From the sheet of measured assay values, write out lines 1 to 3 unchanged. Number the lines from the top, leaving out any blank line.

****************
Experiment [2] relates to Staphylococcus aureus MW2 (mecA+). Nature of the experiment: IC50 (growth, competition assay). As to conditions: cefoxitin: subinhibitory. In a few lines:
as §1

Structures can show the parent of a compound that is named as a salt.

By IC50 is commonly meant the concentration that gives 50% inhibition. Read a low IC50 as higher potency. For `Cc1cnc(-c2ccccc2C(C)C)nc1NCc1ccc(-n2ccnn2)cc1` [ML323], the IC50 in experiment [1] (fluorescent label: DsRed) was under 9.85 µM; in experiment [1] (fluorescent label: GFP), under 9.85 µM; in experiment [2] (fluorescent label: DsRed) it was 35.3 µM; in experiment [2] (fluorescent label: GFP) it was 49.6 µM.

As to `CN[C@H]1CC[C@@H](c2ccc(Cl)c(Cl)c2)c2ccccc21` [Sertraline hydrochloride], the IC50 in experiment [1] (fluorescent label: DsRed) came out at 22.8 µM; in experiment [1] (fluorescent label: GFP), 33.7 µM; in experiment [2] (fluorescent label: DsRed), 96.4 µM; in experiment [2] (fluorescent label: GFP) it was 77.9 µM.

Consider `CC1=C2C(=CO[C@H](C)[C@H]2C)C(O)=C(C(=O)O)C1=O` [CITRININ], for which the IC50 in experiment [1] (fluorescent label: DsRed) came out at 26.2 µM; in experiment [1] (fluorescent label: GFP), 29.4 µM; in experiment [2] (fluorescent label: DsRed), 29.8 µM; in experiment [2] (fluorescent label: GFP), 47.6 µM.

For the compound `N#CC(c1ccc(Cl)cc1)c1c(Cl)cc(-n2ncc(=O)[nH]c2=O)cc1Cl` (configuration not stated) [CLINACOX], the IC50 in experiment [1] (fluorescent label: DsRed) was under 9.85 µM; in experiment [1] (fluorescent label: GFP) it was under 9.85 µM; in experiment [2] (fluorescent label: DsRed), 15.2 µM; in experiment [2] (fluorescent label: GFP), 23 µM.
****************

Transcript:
Experiment [2] relates to Staphylococcus aureus MW2 (mecA+). Nature of the experiment: IC50 (growth, competition assay). As to conditions: cefoxitin: subinhibitory. In a few lines:
as §1

Structures can show the parent of a compound that is named as a salt.